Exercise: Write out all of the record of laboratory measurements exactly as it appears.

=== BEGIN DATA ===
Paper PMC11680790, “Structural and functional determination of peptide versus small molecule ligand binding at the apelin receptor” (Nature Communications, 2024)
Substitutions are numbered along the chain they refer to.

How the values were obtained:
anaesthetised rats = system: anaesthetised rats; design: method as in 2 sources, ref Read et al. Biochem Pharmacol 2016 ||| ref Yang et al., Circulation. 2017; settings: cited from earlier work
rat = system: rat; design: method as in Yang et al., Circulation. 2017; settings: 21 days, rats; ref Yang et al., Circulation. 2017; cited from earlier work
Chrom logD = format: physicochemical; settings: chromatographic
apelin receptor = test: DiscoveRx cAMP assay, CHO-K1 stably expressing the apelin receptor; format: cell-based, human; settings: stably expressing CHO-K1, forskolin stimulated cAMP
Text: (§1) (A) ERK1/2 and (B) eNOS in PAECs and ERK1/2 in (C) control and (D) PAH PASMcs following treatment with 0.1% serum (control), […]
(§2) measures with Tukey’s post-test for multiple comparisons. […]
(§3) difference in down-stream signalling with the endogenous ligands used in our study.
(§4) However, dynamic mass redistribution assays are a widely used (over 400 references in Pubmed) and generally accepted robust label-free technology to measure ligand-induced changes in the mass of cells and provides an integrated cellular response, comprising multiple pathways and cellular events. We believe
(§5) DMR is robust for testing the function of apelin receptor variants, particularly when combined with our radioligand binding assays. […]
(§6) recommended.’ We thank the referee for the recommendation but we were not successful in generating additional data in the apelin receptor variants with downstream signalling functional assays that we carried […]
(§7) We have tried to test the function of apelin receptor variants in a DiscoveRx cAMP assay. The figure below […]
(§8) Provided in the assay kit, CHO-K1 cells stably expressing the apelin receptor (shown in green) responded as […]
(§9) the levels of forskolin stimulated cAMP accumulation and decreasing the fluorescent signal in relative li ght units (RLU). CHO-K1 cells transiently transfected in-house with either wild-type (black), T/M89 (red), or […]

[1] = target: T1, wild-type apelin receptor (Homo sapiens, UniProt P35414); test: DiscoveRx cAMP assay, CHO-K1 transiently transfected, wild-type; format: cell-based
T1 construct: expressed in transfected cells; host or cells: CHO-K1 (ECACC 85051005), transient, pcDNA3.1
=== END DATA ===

Paper PMC11680790, “Structural and functional determination of peptide versus small molecule ligand binding at the apelin receptor” (Nature Communications, 2024)
Substitutions are numbered along the chain they refer to.

How the values were obtained:
anaesthetised rats = system: anaesthetised rats; design: method as in 2 sources, ref Read et al. Biochem Pharmacol 2016 ||| ref Yang et al., Circulation. 2017; settings: cited from earlier work
rat = system: rat; design: method as in Yang et al., Circulation. 2017; settings: 21 days, rats; ref Yang et al., Circulation. 2017; cited from earlier work
Chrom logD = format: physicochemical; settings: chromatographic
apelin receptor = test: DiscoveRx cAMP assay, CHO-K1 stably expressing the apelin receptor; format: cell-based, human; settings: stably expressing CHO-K1, forskolin stimulated cAMP
Text: (§1) (A) ERK1/2 and (B) eNOS in PAECs and ERK1/2 in (C) control and (D) PAH PASMcs following treatment with 0.1% serum (control), […]
(§2) measures with Tukey’s post-test for multiple comparisons. […]
(§3) difference in down-stream signalling with the endogenous ligands used in our study.
(§4) However, dynamic mass redistribution assays are a widely used (over 400 references in Pubmed) and generally accepted robust label-free technology to measure ligand-induced changes in the mass of cells and provides an integrated cellular response, comprising multiple pathways and cellular events. We believe
(§5) DMR is robust for testing the function of apelin receptor variants, particularly when combined with our radioligand binding assays. […]
(§6) recommended.’ We thank the referee for the recommendation but we were not successful in generating additional data in the apelin receptor variants with downstream signalling functional assays that we carried […]
(§7) We have tried to test the function of apelin receptor variants in a DiscoveRx cAMP assay. The figure below […]
(§8) Provided in the assay kit, CHO-K1 cells stably expressing the apelin receptor (shown in green) responded as […]
(§9) the levels of forskolin stimulated cAMP accumulation and decreasing the fluorescent signal in relative li ght units (RLU). CHO-K1 cells transiently transfected in-house with either wild-type (black), T/M89 (red), or […]

[1] = target: T1, wild-type apelin receptor (Homo sapiens, UniProt P35414); test: DiscoveRx cAMP assay, CHO-K1 transiently transfected, wild-type; format: cell-based
T1 construct: expressed in transfected cells; host or cells: CHO-K1 (ECACC 85051005), transient, pcDNA3.1